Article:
This is true, but not everyone in the world has to hold like the Rebbe Nishmoso Eden. It’s important to remember the law that even if we hold something is literally an issur kores, if there is a legitimate opinion that permits it, and there is a community that follows this opinion, this does not affect their status as yir’ei shomayim. We may trust their testimony, eat from their shechita, and even eat at their home from their keilim, relying on stam keilim einom bnei yomom. Beis Hillel even trusted Beis Shammai to tell them which of their children were mamzerim according to BH’s opinion and which were kosher!

      This is why the Rebbe permitted a Lubavitcher community to hire a German shochet without a beard, while a Russian or Polish shochet without a beard would not be allowed. Not because Germans are “allowed” to shave, but because they legitimately hold that they’re allowed.

      This is probably also why the Rebbe made an exception to his usual rule, and was mesader kidushin for Dr Seligsohn a”h before he had a beard.

    • 34. K wrote:

      …just as our community holds that cholev stam is 100% legitimately muttar.

      Other poskim hold that gelatin made from treif animal bones is 100% legitimately allowed.

      Other great poskim legitimately hold that rennet made from milk by-products is parave.

      So where do you draw the line???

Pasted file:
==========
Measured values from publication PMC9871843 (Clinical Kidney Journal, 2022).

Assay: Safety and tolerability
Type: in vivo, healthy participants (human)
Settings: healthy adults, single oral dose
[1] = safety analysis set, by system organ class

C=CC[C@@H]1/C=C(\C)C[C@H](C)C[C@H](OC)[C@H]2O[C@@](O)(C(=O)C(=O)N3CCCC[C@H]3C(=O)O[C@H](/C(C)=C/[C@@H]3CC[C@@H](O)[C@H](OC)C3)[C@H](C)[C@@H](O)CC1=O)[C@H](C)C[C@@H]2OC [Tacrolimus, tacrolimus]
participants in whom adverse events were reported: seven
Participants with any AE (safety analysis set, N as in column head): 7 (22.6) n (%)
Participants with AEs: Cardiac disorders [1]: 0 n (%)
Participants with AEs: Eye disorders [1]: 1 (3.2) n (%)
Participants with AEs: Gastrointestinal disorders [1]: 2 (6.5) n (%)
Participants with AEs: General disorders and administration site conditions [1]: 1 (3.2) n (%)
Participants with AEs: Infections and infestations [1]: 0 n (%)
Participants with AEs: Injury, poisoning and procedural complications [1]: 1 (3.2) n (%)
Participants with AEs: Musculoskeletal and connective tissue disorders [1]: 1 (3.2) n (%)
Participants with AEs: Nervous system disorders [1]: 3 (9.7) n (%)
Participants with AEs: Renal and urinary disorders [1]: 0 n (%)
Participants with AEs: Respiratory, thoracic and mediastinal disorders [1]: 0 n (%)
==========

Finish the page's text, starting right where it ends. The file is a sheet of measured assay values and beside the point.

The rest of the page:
• 35. Milhouse wrote:

      You don’t. So long as it’s a legitimate opinion, someone who follows it is a kosher Jew, and you may eat his shechita, at his house, from his keilim, relying that min hastam they’re not bnei yomon. You can’t eat the thing that you hold is treif and he holds is kosher, but you can trust him when he tells you that it’s not in what he’s serving you.

    • 36. K wrote:

      Glad to hear that “you don’t” draw a line.

      Some follow the cherem HaGra and consider it in full force and effect. The cherem HaGra is “a legitimate opinion”.

    • 37. Milhouse wrote:

      No, those are not “legitimate opinions”. The GRA made a big mistake and acted against halacha. He meant it lesheim shomayim, but those who know the truth and yet trumpet the cherem have no excuse and they are resha’im gemurim.

    • 38. K wrote:

      So…you decide who is or isn’t legitimate. It doesn’t matter the acceptance by mainstream of the frum klal (as the GRA). It is you who decides who is “legitimate” and therefore worthy to be followed, even when you may disagree with their shitos. Wow, that is an eye opener!

      Do you think the previous Satmar Rebbe is “legitimate” enough to follow on his shitos against Eretz Yisroel, learning CHabad chassidus or Mivitzoyim (- he openly was against mivtza tefillin and other out reach activities of Chabad)?

      Are “legitimate” sources only the shitos that you can can tolerate?

      Is Harav Kook views on religious Zionism “legitimate”?

      Is Harav Soloveitchik view on Modern Orthodoxy “legitimate”?

      Is Chacham Ovadya Yossef “legitimate” when he held “land for peace” is okay?

      What about Harav Samson Refael Hirsh’s views on Toran im Derech Eretz – is that “legitimate”?